Figure 11. Composition of a rule with a catalyst using a rule without a catalyst

5.4 Escaping from Local Maxima

Conflicting and cooperative systems behave differently in regards to local maxima. Thus, the behavior of conflicting systems is explained first, and then that of cooperative systems is explained.

A conflicting system, such as the N queens system but not all conflicting systems, never falls into the local maxima of the GOD and can reach the global maxima, i.e., reach solutions, even when using an S strategy. This behavior can be regarded as emergent.

Here, a local maxima of GOD means that a state S such that GOD(S) >= GOD(S') holds for any state S' derived from S by a reaction. An example of a local maximum in the six queens system is shown in Figure 12.[*5.2?] The maximum value of the GOD is 15, and that of the state shown is 14.

Figure 12. An example of a local maximum in the six queens system

If a hill-climbing method is used for finding the maximum value of the GOD, the search may fall into a local maximum. However, the CCM-based system can escape from local maxima because there is always an instance that can be reacted even when the system is in a local maximum.[*5.3?] For example, in Figure 12, if the queens in the sixth, fifth and fourth columns are matched to Queen1, 2 and 3 of the rule in Figure 4 respectively, the reaction occurs and the system escapes from this local maximum.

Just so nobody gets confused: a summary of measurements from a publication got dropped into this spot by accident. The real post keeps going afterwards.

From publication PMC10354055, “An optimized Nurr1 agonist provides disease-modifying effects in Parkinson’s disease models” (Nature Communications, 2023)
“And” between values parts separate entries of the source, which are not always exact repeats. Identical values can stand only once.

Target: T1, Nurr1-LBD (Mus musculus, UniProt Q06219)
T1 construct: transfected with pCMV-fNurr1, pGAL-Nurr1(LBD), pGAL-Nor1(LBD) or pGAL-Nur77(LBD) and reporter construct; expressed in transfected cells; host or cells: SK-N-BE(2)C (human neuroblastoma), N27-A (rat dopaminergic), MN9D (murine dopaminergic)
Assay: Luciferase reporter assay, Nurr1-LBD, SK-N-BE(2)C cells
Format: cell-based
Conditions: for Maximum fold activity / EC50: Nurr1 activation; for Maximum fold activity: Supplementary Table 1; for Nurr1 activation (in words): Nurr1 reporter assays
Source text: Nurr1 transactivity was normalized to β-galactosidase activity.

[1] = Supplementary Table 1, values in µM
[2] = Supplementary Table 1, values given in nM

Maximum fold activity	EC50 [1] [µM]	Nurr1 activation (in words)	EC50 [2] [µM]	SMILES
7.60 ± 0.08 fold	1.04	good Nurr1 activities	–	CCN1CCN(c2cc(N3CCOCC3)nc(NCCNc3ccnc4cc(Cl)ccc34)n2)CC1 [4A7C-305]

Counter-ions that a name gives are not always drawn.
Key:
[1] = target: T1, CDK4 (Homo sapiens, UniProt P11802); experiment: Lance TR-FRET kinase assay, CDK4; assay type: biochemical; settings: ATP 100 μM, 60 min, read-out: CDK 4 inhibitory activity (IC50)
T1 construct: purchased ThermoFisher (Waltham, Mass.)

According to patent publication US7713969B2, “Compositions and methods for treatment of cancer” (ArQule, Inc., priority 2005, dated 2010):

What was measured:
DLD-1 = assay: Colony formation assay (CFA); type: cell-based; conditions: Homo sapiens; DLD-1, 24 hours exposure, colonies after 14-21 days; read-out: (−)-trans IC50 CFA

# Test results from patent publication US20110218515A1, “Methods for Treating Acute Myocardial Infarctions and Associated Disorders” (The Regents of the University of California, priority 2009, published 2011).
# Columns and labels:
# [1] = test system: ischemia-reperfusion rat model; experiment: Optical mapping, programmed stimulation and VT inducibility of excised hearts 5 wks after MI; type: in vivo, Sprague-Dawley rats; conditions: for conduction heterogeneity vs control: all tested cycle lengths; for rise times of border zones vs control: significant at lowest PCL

Reducing the locality by adding catalysts decreases the possibility of escaping from local maxima. For example, the state shown in Figure 12 is a local maximum if a rule with four catalysts, i.e., a rule with six patterns, is used, because the IOD computed in this rule is equal to the GOD. On the contrary, in cooperative systems, reducing the locality by adding (but not replacing) rules that are compositions of the original rule usually increases the possibility of escaping from local maxima. This happens, for example, in optimization problems such as the TSP system or the 0-1 Knapsack system.

Go to: Next section, Parent node
(C) Copyright 1994 by Yasusi Kanada and IEEE
Y. Kanada